Consumer packaged goods companies are underestimating the growth potential of online sales and still lack clear e-commerce strategies, according to a new study from consulting firm Deloitte LLP.
For the first of a two-part “Digital Commerce in the Supermarket Aisle" study, Deloitte surveyed 43 executives from CPGs (60% of which were food companies, the rest beverage, household goods and personal care). More than half the companies have annual sales of $10 billion or more, and most of the executives say they spend at least 20% of their time on digital commerce activities. The study also analyzed responses from a survey of 2,040 consumers who had purchased a product online within the past six months.
Consumers online purchase intent far outpaced executives’ estimates
Both executives and consumers anticipate online sales of CPGs will grow in the coming years; executives expect 35% growth in the next year and 76% growth in three years; but consumers expect their online purchases to increase by nearly twice those amounts—67% in the next year and 158% in three years.
Some would argue that there is a disconnect between consumers' intentions and behaviors, though Pat Conroy, vice chairman of Deloitte and consumer products sector leader, said that intent does result in changes in behavior, which was indicated in the survey results.
“In our survey we observed a majority of consumers stating not only intent to buy more products online, but also reporting that they purchased more CPG products online in the past year,” Conroy told FoodNavigator-USA. “For example, 61% stated ‘I buy more products online today than last year,' 60% said ‘I want to buy more products from more categories online,' and 58% said ‘I want to have more products delivered to my house.'”
And with the rise of rapid delivery options, the 64% of consumers who said they want to reduce the number of trips they take to the store have more viable options as both traditional and online retailers are adding in-store pickup and more affordable at-home delivery options—mainly in larger metropolitan areas, Conroy added.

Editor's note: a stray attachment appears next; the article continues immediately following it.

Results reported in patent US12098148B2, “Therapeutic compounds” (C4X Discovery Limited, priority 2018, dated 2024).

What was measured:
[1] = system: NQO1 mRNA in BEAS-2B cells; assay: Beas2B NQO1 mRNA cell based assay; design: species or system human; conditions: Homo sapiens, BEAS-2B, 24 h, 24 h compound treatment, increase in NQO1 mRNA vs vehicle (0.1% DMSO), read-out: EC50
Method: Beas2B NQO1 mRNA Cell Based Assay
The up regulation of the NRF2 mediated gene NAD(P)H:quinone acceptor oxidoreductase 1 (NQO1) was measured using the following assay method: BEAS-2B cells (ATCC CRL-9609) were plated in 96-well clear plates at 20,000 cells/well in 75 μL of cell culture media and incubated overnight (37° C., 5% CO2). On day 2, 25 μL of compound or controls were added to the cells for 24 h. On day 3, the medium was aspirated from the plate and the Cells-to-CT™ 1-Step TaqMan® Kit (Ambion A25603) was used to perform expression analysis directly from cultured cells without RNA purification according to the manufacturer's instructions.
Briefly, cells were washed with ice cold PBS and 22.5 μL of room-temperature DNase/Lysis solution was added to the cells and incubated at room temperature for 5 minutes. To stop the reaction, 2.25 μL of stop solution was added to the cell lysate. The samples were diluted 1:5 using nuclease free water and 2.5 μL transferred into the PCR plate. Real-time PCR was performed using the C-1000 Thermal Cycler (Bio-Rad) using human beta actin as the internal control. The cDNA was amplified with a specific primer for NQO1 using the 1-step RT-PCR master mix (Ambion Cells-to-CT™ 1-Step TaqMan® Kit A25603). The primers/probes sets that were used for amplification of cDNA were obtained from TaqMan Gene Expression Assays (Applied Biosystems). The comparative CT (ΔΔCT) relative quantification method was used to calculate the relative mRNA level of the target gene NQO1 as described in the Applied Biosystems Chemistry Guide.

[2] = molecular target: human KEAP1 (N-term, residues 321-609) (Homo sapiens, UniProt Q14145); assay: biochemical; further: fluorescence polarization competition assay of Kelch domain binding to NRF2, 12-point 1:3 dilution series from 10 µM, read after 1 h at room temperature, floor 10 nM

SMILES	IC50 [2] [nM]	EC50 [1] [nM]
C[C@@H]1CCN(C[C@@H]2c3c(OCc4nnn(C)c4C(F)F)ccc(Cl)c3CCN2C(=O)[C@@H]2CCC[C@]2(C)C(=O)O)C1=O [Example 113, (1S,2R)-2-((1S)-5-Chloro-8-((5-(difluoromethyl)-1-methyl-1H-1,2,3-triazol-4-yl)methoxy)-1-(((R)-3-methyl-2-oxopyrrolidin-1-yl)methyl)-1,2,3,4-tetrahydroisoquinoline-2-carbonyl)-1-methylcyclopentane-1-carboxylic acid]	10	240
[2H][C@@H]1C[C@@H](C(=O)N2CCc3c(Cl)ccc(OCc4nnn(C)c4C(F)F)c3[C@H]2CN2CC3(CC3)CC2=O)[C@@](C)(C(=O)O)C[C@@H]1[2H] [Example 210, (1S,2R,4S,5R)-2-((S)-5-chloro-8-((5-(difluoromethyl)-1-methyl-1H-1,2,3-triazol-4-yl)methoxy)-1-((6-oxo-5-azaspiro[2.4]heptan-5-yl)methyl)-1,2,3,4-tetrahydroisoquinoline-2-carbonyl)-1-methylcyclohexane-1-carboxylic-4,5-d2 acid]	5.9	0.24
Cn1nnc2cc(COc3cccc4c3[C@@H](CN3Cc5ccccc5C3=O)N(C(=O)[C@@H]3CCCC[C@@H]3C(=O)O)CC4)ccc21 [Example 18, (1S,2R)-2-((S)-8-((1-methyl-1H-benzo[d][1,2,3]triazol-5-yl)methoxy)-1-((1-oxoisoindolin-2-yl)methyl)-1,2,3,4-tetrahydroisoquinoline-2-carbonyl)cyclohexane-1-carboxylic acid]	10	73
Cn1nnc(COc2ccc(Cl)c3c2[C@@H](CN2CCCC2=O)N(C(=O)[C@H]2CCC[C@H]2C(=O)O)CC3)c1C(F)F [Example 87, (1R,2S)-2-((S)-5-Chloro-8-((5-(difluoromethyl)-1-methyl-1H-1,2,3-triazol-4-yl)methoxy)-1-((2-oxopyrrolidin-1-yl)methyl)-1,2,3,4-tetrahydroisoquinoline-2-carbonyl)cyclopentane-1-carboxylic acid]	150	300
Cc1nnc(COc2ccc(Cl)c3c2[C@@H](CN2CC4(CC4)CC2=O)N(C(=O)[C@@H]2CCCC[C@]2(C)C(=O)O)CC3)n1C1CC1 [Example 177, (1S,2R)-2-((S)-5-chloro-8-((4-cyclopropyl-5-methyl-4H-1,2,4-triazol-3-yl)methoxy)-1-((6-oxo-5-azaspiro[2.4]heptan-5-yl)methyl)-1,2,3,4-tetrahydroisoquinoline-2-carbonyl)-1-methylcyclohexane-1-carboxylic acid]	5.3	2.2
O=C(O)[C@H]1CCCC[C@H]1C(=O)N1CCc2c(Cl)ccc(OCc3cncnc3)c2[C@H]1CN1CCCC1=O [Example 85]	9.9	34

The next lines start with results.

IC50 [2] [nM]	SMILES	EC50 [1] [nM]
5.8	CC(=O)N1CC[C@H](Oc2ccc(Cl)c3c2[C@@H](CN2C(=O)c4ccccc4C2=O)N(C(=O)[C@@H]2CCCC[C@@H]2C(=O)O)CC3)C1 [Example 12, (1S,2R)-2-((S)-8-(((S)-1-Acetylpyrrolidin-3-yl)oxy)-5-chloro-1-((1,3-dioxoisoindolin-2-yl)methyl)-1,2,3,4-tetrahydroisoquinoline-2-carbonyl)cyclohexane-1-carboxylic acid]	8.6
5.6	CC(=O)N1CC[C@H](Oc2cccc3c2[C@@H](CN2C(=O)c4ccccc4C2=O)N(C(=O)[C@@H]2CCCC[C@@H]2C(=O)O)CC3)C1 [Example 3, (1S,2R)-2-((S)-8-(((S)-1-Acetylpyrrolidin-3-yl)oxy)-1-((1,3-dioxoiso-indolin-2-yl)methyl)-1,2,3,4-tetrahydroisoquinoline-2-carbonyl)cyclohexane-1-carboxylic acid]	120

“To indicate the size of the opportunity, placing distribution centers in just the top 50 metropolitan statistical areas in the United States would allow a company to potentially offer pickups or affordable at-home delivery to over half (54%) of the US population,” he said.
The ‘indifferent’ consumer presents a huge opportunity
The research also identified a significant digital growth opportunity in the so-called “indifferent” consumers, the 41% surveyed who said that they neither like nor dislike shopping at supermarkets for CPG products. These shoppers, combined with those who dislike shopping at supermarkets, are most likely to consider e-commerce for CPG products and present a significant untapped market, the researchers pointed out.
"For some consumers, purchasing CPG products online is something they have simply never actively considered," Conroy said. "For example, one consumer we surveyed told us, ‘While I buy personal care products online, I never really considered buying groceries online.’ Creating awareness among indifferent consumers about the convenience of online shopping—via channels that stock one’s own brands—will be essential."
Free delivery first, the right brand second
The majority of consumers who dislike grocery shopping say it's due to the time it consumes, but they also dislike it because of inconvenience (47%), the crowds in stores (42%) and traveling to and from the retail store (39%), the report found.
Other convenience-related attributes include access to product information, the ease of trying recommended new products, and the ability to lock in recurring purchases, Conroy added.
"The risk (or opportunity) for CPG companies is that indifferent consumers, when given increasing options for buying online, will likely shift brand preferences based on convenience- or price-oriented factors. One consumer we surveyed went as far as saying, 'Free delivery ranks first. Having the right brand, second.'"